There are also known and used insulated drainage boards or panels which are solid layers of material placed against the exterior of the foundation wall. These drainage panels typically have a layer of filter fabric in contact with the wall, a drainage board layer which absorbs and carries moisture and a vapor retarder on the exterior of the panels. These solid panels have the advantage that they will not puncture or deform during backfilling operations, and they also have insulating value.
However, all of the known products and methods use materials that are quite expensive and require considerable labor to install. As a result, most residential contractors, to keep the price of their houses competitive, will not use these improved drainage systems. Because of their relatively high cost, these prior art systems are principally used in building structures where they are specified by the owner or architect, or in commercial installations where the added cost is not a major factor.
In addition, many of these prior art products are not resistant to a number of petroleum based products which are frequently used as waterproofing or damp proofing materials on the exterior of the foundation before the application of the drainage systems. Not infrequently, the composition of the surrounding soil may have a deteriorating effect over a period of time on the materials, thus shortening their useful life.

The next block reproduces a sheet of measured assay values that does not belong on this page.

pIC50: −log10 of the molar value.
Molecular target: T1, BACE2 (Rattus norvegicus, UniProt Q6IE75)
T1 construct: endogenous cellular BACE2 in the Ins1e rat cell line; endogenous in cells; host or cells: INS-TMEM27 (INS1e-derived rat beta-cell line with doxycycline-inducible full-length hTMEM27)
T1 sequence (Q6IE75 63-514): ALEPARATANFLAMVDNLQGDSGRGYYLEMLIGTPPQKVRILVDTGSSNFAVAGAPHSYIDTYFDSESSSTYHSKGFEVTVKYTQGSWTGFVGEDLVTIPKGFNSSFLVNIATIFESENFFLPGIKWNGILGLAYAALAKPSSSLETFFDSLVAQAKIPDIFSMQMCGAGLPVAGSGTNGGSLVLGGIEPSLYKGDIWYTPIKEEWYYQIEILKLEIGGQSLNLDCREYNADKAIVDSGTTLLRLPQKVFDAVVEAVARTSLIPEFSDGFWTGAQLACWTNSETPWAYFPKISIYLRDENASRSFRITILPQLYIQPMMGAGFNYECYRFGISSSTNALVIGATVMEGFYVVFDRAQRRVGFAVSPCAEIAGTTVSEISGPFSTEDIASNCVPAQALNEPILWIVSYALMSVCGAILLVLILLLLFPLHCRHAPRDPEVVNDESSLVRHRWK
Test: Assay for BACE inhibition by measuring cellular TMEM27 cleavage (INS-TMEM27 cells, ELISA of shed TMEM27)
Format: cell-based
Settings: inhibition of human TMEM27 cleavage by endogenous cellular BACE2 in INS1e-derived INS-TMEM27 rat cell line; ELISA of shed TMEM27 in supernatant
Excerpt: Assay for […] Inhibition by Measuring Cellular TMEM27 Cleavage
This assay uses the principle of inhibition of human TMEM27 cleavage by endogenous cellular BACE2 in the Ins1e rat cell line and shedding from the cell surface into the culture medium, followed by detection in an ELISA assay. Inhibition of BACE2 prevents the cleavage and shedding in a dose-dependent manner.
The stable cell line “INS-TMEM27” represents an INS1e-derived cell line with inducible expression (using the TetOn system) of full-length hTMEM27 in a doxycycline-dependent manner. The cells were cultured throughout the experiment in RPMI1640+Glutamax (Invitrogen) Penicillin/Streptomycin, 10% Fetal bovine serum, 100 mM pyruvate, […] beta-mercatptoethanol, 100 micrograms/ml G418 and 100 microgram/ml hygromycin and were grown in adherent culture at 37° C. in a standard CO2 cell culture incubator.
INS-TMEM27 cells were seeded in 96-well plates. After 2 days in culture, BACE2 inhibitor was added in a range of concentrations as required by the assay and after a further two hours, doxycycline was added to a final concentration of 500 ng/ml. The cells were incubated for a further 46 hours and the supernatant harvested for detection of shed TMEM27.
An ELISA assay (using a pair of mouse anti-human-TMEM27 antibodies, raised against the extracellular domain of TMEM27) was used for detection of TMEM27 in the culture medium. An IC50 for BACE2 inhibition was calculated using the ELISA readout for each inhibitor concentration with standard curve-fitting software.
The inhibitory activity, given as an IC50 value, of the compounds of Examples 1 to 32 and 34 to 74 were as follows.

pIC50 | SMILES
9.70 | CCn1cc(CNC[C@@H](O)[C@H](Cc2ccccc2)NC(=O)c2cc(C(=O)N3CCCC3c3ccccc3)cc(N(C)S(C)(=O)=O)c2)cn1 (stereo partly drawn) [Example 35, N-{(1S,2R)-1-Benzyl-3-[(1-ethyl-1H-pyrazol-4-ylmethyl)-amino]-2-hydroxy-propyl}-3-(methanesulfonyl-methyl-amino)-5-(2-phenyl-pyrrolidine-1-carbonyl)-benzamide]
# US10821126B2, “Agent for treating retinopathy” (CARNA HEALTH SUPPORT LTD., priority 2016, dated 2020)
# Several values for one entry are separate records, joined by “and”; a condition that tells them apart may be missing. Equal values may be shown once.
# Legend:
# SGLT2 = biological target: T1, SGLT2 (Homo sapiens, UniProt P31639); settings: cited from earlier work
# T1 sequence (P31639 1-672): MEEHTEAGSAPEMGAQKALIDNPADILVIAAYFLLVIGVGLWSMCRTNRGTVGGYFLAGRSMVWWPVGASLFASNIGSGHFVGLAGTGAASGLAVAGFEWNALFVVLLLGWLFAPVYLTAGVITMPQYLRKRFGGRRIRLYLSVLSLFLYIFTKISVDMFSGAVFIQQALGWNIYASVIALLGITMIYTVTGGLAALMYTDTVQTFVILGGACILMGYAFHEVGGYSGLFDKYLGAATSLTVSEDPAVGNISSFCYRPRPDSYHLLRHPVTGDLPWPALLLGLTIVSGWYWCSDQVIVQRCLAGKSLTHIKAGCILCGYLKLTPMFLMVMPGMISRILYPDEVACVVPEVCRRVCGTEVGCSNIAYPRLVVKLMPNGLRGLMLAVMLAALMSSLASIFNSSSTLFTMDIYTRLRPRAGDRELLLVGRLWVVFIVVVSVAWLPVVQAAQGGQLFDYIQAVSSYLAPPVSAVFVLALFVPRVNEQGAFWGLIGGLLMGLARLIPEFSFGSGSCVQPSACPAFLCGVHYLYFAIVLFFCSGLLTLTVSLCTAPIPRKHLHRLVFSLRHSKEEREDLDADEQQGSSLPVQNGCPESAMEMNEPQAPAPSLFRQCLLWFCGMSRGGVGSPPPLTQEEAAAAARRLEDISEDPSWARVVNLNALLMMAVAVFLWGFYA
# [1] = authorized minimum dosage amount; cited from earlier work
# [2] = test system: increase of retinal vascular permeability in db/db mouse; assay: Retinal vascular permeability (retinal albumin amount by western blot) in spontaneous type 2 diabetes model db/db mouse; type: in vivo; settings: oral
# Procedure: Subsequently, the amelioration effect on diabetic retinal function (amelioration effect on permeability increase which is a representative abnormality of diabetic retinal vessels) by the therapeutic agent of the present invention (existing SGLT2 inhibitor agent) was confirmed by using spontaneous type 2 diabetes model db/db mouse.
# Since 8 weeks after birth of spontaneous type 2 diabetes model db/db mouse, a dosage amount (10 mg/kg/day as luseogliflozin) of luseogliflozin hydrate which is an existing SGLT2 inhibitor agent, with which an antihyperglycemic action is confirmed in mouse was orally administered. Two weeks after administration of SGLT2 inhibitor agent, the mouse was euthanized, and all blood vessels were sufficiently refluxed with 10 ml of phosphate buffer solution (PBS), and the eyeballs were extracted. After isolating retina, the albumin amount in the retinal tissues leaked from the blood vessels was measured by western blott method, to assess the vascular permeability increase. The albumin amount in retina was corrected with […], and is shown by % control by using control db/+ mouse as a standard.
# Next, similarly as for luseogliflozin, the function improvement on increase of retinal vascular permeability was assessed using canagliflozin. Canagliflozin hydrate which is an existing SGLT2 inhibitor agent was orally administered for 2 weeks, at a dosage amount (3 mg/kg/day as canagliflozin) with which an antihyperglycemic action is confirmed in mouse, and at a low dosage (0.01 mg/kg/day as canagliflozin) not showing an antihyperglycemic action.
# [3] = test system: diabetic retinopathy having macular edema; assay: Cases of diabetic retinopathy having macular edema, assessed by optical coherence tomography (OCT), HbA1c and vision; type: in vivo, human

There is therefore a need for an improved drainage system that is not only effective but low in cost so that it can be used for residential as well as other more costly structures without adding much to the cost of construction.
There is a further need for an improved drainage system that is easy to install, can be installed by unskilled labor, and which will not be adversely affected by backfilling operations, soil conditions, or waterproofing compounds.
The improved drainage system of the invention includes drainage pipes extending horizontally along the outside of the foundation or other wall to be protected, combined with vertical drainage pipes containing perforations that allow surface or ground water to be quickly carried off to the horizontal drainage pipes thereby preventing a build-up of hydrostatic pressure. The vertical drain pipes are located at spaced intervals around the exterior of the below grade wall, and in the preferred embodiment, are quickly and easily fastened to the wall with simple plastic ties attached to the metal ties extending from the foundation wall after the concrete forms have been removed.
FIG. 1 a perspective view of a portion of a foundation wall and footing and showing the drainage system of the invention; and
FIG. 2 is a sectional view taken on the line 2--2 of FIG. 1 and further illustrating the drainage system of the invention.
In FIGS. 1 and 2, there is illustrated a concrete foundation wall 10 that rests on a concrete footing 12. Only a portion of a typical wall and footing is shown for purposes of illustration, but it will be understood that normally the foundation wall 10 encloses an interior space of either a regular or irregular configuration and functions as a support as well as wall for the lower level of a structure. In most applications, such as residential or commercial structures, the concrete footing 12 also supports a poured concrete floor 14 for the interior space, and the floor 14 typically rests upon a layer of aggregate 16. Beneath the aggregate 16 and the footing 12 is the earth 18 on which the structure is built.
Also, after the foundation wall 10, footing 12 and drainage system have been constructed, the exterior surface 20 of the wall 10 is typically covered with a waterproofing compound and then earth 22 is backfilled up to a finished grade 24 which is generally below the top surface 26 of the wall 10.